Teaming Up for Safety! – Working Groups as Safety Factors – TURTI

In the research project, we examine how the factors related to group activities affect the safety of working in traditional workplaces.



Background of the project

Have you ever thought that a teams’ shared sense of humour may play an important role in its functioning and sense of solidarity? Or have you considered the different ways in which you and your team-mates maintain a common situational awareness during ongoing work? Or why, in some situations, it is extremely important to repeat a message you receive instead of just mumbling your acknowledgment? 

The way in which work teams function has long since been identified as a significant safety factor in safety-critical industries. Although the majority of Finns work at least part of their working hours in a team, little information is available on the importance of teamwork in more traditional industries and from the perspective of occupational safety.  

The forms of work carried out in groups and teams are constantly changing. The rapidly growing prevalence of remote work and remote management, and the demand for self-management in teams create new kinds of challenges for teamwork – also in industrial production and maintenance work. In addition, so-called manual work tasks increasingly have features of expert and knowledge work. Having to make decisions and solve problems independently and without the support of a supervisor has also increased in industrial tasks.  

In this study, we closely examined the activities of teams working in production and maintenance tasks in five different industries. We studied what teamwork is from the perspective of occupational safety by using concepts related to group phenomena. We approached team functioning from the perspective of success and the prerequisites for success, and collected information on the factors that promote safe work in teams.  

Methods and approach

The main emphasis of the study was on the ethnographic approach: the researchers of the project spent several weeks observing teams’ work in the study’s case companies and gathering additional information through different interviews to support their understanding. Field research observation enabled direct contact with the people being studied and their work. Research data were also collected through a survey and document analyses.  


The following quote summarizes the results of the project: “The more of us there is, the wiser we become!”  

In our study, we found that the organizations' current safety observation notification systems and practices or incident investigations did not systematically identify group-level phenomena as factors that influence safety.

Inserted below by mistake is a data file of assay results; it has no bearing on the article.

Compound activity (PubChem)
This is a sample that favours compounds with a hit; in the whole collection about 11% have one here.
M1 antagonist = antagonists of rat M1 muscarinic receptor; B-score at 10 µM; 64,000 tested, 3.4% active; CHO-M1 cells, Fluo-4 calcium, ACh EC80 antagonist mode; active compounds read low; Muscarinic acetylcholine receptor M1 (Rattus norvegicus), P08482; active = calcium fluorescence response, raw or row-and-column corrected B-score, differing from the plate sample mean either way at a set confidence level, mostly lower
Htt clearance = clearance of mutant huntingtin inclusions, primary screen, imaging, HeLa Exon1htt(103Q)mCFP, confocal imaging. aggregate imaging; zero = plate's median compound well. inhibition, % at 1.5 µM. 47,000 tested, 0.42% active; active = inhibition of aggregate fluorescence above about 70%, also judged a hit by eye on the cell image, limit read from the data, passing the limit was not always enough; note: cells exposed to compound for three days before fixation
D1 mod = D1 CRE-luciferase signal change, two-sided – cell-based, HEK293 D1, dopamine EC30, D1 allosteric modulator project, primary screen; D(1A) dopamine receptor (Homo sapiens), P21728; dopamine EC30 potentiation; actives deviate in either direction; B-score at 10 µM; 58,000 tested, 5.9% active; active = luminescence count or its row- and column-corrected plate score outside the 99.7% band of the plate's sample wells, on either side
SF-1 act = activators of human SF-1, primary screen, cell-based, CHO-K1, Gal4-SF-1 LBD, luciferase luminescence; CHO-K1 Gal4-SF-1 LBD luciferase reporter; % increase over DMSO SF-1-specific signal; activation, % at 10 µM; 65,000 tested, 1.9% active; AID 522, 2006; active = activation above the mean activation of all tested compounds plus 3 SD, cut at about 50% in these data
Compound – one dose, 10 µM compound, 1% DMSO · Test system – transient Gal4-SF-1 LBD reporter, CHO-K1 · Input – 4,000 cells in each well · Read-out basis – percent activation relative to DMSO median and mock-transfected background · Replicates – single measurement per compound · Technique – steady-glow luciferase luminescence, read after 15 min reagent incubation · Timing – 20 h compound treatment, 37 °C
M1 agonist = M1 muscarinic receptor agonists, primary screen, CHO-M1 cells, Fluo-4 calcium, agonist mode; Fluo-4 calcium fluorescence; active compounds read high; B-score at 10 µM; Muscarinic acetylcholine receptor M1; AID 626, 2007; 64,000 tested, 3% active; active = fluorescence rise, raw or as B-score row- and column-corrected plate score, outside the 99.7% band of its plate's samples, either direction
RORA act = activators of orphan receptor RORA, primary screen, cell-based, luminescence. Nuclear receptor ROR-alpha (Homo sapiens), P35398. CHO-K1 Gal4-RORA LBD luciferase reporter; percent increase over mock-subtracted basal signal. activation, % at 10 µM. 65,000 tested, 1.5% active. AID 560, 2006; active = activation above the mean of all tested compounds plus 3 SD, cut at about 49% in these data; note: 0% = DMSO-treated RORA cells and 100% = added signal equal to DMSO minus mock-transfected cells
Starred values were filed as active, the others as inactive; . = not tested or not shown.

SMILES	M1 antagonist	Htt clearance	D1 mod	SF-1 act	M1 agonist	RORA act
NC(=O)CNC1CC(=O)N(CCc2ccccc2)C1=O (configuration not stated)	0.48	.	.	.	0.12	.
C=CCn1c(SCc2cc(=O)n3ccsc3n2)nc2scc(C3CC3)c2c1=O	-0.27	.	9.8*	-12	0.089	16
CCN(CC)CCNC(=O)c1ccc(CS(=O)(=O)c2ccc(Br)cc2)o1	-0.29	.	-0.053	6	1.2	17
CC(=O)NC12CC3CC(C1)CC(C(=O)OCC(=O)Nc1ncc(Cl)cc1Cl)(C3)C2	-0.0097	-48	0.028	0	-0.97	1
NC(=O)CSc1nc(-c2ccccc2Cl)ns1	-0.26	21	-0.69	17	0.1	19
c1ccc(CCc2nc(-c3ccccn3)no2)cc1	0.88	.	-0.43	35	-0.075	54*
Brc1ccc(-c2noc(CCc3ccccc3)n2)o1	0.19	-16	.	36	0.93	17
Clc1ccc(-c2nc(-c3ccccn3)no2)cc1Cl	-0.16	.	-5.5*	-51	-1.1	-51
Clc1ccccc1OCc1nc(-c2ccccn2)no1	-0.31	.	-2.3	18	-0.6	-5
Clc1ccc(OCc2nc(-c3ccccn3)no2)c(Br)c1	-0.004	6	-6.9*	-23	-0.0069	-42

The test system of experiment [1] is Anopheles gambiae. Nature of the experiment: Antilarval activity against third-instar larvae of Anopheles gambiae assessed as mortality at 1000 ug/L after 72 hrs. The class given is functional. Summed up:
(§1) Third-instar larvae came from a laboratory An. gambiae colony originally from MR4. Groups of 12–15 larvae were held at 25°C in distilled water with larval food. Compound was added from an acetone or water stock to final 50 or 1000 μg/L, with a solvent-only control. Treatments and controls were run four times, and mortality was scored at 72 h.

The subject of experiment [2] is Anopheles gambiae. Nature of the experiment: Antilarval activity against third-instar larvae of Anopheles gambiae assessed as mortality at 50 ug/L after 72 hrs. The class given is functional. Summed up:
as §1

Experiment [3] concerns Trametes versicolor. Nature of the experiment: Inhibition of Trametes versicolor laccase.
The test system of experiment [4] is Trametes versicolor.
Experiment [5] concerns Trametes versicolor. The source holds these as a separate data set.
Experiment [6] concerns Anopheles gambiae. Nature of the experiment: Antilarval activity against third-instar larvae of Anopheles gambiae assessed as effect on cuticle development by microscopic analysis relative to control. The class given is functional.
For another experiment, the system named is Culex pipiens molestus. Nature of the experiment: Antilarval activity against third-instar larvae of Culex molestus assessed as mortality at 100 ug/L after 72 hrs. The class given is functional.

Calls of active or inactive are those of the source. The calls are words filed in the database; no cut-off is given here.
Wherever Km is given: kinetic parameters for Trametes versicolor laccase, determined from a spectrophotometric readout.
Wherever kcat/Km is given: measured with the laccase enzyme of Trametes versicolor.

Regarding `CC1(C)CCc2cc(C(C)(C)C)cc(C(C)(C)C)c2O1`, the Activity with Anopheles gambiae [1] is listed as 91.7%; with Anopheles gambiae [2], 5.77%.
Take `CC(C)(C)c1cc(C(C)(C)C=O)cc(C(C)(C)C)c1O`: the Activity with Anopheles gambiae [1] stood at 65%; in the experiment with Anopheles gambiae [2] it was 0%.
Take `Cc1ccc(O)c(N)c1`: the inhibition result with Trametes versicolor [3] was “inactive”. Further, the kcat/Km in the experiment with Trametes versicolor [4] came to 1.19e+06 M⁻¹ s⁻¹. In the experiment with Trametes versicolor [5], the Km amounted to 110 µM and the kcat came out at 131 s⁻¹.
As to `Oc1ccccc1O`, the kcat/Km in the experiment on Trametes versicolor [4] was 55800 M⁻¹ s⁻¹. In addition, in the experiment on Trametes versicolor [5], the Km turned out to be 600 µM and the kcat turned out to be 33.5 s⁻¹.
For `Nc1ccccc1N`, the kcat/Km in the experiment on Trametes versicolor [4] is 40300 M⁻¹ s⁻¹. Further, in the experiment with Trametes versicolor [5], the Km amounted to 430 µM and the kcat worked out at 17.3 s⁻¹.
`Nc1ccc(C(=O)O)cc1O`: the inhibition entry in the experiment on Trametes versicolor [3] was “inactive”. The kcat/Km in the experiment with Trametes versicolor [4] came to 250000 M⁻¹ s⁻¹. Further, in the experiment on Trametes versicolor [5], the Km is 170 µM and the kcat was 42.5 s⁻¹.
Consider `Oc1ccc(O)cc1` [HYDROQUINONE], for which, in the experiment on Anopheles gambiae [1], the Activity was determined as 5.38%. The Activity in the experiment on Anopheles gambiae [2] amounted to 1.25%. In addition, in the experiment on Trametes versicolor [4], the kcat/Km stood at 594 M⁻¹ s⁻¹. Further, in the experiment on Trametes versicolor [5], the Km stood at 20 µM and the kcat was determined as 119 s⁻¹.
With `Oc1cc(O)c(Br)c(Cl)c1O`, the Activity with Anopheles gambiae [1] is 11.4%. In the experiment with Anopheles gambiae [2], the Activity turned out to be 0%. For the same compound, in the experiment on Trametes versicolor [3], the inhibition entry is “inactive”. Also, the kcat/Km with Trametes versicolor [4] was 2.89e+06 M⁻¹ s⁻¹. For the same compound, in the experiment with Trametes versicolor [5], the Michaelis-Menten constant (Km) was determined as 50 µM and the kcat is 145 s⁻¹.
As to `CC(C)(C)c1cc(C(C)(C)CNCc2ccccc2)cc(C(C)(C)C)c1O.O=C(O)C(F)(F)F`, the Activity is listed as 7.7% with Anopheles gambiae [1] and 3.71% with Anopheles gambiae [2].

Key findings

  • Our study showed that the smooth flow and safety of work were largely based on employees' experience-based tacit knowledge. Taking care that tacit knowledge is spread promotes safe work.  

  • In addition, the psychological safety of the group facilitates the decision-making and problem-solving required in the work of industrial production and maintenance teams and may also reduce the risk of human errors.  

  • We also found, as have many other studies, that smoothly flowing, safe work in a team requires a shared situational awareness of current circumstances. Therefore, the means of maintaining situational awareness within and between teams are important factors for teams’ safety.  

  • According to our questionnaire data, safety management is important factor in terms of supporting safe group work – the higher the safety management was rated, the more effective was the teamwork reported.   

This study showed that observational field research is a useful method for studying occupational safety. The study’s approach also deepened our understanding of safety from a social psychological perspective. 

Teaming up for safety! -discussion model

Based on research findings we developed Teaming up for safety! discussion model, in cooperation with the case companies. The discussion model leads teams to consider themes relevant to the safety of groups which may not spontaneously arise at work or during coffee break discussions. 

Our experts

Research group

Vuokko Puro, Ilkka Asikainen, Sari Käpykangas, Inka Koskela, Teemu Paajanen, Heli Ansio, Teppo Valtonen, Virpi Kalakoski, Henriikka Kannisto


Finnish Institute of Occupational Health, The Finnish Work Environment Fund, co-operating organizations.